Theater Review by Jerald Raymond Pierce
3 out of 4
I never really thought about the difference between understanding a play’s style and being able to execute that style. In theory, if you understand the style, you should understand the steps necessary to accomplish that style. Brown Paper Box Co.’s production of Paula Vogel’s The Baltimore Waltz accomplished something unique. They understood the style so well that it actually began to backfire on them. Not to the complete detriment of the production, mind you, but they stuck so true to the style of the play as written that it short changed them on the things they were doing well.
Vogel’s play about a suddenly diagnosed with a fatal disease school teacher’s romp around Europe is a wild ride. It pops in and out of direct address at a moment’s notice and bounces around from raunchy comedy to self-discovery journey, dips a toe in some shady dealings, and tops it all off with a hint of absurdity to keep the audience a little bit off. Director Ed Rutherford clearly understood exactly what each of those styles meant and how to get each to play well with his actors. The stumbling block then became the speed at which the script demanded change.
Quick shifts out of scenes left them feeling unfinished and sloppy. Rather than feeling like the production jumpstarted the audience into the next moment of the play, instead it felt like being ripped from the previous one. Of course, once in the new scene, actors Jenna Schoppe, Paul Michael Thomson, and Justin Harner manage to make amends with their wonderful performances. Justin Harner as The Third Man (here used to describe the fact that he plays an assortment of characters throughout), steals the show. Every character is hilarious and distinct. The Third Man is one of those showcase roles for a talented performer and Harner knocks it out of the park. Not to be outdone, Schoppe (who also choreographed the moments of dance in the play) is the embodiment of a teacher on a bender—overflowing amounts of empathy cut with a wild side waiting to get cut free.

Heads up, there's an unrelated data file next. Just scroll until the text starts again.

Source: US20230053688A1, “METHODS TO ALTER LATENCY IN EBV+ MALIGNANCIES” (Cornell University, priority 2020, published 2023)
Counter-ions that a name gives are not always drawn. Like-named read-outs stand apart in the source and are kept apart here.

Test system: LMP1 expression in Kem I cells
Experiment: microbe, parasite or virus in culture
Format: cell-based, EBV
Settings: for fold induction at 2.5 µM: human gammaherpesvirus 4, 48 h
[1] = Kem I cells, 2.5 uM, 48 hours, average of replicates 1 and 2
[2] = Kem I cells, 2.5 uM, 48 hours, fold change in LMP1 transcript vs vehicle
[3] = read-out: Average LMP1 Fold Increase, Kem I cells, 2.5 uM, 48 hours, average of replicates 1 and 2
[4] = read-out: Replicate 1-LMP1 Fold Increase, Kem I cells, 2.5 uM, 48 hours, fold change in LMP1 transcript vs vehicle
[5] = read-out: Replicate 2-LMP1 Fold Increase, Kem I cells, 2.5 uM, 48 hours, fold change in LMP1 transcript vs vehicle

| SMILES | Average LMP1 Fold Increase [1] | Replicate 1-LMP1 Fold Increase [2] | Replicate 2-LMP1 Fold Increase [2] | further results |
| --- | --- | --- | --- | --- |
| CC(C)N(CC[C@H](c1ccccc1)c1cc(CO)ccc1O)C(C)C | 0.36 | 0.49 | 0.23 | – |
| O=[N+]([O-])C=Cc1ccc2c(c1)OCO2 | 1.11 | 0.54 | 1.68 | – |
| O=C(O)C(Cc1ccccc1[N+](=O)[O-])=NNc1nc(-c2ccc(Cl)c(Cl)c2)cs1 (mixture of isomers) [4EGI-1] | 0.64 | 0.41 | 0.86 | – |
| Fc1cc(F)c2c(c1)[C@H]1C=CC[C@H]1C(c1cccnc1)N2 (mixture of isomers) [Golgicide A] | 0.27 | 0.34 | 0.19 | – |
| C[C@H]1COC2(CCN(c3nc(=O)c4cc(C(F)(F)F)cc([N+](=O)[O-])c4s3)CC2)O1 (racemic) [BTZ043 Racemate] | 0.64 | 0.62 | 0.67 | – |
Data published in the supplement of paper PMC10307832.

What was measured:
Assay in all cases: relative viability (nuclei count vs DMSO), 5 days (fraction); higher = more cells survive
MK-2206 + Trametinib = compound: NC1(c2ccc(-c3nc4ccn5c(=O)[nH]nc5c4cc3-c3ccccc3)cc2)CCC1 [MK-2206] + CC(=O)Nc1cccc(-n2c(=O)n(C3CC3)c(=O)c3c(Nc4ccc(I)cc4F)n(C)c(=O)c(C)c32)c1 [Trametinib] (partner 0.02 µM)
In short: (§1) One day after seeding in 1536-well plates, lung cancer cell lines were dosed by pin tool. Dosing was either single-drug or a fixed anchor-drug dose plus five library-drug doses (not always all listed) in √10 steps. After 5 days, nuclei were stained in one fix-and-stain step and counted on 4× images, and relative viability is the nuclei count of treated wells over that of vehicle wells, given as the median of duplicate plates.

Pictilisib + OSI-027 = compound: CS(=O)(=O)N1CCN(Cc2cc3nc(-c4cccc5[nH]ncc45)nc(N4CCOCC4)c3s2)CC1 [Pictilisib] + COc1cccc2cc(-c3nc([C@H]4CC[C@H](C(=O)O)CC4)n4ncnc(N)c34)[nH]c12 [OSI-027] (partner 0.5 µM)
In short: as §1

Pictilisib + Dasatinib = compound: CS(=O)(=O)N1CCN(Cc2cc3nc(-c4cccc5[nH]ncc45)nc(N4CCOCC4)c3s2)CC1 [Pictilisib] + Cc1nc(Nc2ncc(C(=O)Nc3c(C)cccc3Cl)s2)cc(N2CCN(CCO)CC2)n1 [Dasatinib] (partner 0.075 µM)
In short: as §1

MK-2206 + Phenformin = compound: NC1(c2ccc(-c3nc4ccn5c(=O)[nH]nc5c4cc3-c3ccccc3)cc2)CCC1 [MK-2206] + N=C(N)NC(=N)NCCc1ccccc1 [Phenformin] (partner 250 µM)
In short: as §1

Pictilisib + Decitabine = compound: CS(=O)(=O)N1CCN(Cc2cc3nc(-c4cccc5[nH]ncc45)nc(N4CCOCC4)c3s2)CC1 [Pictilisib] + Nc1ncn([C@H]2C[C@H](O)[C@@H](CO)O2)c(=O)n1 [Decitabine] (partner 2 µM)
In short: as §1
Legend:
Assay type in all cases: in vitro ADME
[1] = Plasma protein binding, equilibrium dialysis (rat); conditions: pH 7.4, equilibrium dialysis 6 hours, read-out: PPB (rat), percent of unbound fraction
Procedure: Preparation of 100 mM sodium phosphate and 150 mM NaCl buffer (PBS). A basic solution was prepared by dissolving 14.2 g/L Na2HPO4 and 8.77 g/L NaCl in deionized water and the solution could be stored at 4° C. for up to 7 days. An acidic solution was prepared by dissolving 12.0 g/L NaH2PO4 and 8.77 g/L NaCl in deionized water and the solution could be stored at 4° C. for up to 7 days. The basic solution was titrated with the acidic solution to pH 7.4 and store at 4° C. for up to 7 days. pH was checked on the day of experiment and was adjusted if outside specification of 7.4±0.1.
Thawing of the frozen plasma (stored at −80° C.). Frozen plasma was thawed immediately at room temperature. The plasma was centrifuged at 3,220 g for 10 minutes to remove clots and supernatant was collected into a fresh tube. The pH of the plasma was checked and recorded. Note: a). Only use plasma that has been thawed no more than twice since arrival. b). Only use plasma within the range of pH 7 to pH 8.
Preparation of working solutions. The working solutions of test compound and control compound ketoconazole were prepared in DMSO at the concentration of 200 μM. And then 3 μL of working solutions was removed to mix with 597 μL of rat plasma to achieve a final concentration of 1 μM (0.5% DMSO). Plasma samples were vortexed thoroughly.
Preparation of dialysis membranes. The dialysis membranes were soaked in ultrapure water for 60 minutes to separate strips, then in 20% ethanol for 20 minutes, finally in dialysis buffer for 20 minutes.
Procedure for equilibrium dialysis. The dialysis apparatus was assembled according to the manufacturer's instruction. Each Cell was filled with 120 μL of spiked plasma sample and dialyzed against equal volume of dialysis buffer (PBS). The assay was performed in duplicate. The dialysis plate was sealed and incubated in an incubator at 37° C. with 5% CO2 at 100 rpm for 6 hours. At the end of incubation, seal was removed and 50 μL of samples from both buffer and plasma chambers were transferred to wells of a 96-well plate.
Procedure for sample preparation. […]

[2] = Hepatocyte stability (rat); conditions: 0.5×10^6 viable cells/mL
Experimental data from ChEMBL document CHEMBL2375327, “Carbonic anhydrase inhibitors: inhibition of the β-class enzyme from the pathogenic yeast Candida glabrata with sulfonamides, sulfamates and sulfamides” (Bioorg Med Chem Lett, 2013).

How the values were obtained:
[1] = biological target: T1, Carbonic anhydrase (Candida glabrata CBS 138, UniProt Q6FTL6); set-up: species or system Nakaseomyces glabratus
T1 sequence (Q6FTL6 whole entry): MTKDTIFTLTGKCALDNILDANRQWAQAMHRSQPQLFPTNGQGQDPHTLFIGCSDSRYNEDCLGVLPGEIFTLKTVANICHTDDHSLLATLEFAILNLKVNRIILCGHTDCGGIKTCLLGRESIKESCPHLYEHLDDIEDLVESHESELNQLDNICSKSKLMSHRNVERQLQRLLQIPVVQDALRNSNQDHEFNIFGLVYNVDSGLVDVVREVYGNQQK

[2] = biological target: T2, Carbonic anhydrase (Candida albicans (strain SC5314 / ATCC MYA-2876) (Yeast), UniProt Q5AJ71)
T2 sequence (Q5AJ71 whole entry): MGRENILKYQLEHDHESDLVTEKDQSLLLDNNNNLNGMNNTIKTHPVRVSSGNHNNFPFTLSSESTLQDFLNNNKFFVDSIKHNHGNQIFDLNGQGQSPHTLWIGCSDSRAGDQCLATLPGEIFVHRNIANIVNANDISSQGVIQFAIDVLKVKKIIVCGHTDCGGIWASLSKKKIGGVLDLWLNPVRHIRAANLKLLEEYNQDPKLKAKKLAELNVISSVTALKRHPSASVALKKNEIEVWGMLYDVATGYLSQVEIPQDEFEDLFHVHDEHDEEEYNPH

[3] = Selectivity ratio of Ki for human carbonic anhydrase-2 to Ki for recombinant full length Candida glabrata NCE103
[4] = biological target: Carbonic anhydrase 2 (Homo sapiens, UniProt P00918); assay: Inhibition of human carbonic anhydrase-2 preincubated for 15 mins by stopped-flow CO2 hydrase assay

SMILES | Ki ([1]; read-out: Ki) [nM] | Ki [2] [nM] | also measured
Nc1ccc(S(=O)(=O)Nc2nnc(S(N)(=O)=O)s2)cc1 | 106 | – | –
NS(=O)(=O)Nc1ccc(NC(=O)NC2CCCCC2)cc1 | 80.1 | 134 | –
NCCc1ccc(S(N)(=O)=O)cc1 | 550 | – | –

The biggest issue was the blocking. The Frontier is a tough space to block in with audience on two sides of the square playing space and a pole smack in the middle of the corner between those sides. The blocking was a bit one note. Small set pieces came in and out of the playing space (draped with white curtains as a backdrop), but there still wasn’t much variety. It seems that Jeremy Hollis’ set design sacrificed levels for the sake of a look that perfectly underscores a brutal twist of an ending by Vogel. It’s hard to fault that, but it did hurt Rutherford’s blocking. One of the awkward moments had Thomson and Harner walking in circles to the Mission Impossible theme during a chase/espionage moment. The feel was right, but it lacked entertainment value because, well, they were just walking in circles. The other blocking issue that really stuck out was the reveal at the end of the play. The doctor is talking to Anna (Schoppe), but Schoppe is, for whatever reason, downstage right by the pole. The play is about her, but at that moment the audience misses her reaction. It’s a brutal slipup during an otherwise wonderful part of the play.
This is nitpicking. Brown Paper Box Co. puts on a solid production of Vogel’s play. The ending reveal is a bit muddy and they get tripped up by the pacing, but these actors are what are (and should be) focused on. Not every joke lands, but it manages to still be cute and finds some laughs. They got the style and they have the actors to make the style work. But some executional flaws keep this production from being truly special.
The Baltimore Waltz by Pulitzer Prize winner Paula Vogel runs through February 19, 2017 at The Frontier in Chicago’s Edgewater neighborhood (1106 W. Thorndale Avenue). Ticket sales and more information can be found at www.BrownPaperBox.org. More information is also available at www.theatreinchicago.com.
Jerald Raymond Pierce is a journalist, stage manager, actor, director, and playwright in the Chicago area with an MA in Arts Journalism from Syracuse University and a BFA in Acting from Ohio University. He also is a contributor to American Theatre magazine and an editor for ShowSnob.com. When he’s not spending unnecessary amounts of money on sports tickets, theatre tickets, and random travels, he’s probably ranting about Doctor Who, time travel, and the general merits of current television and movie writers.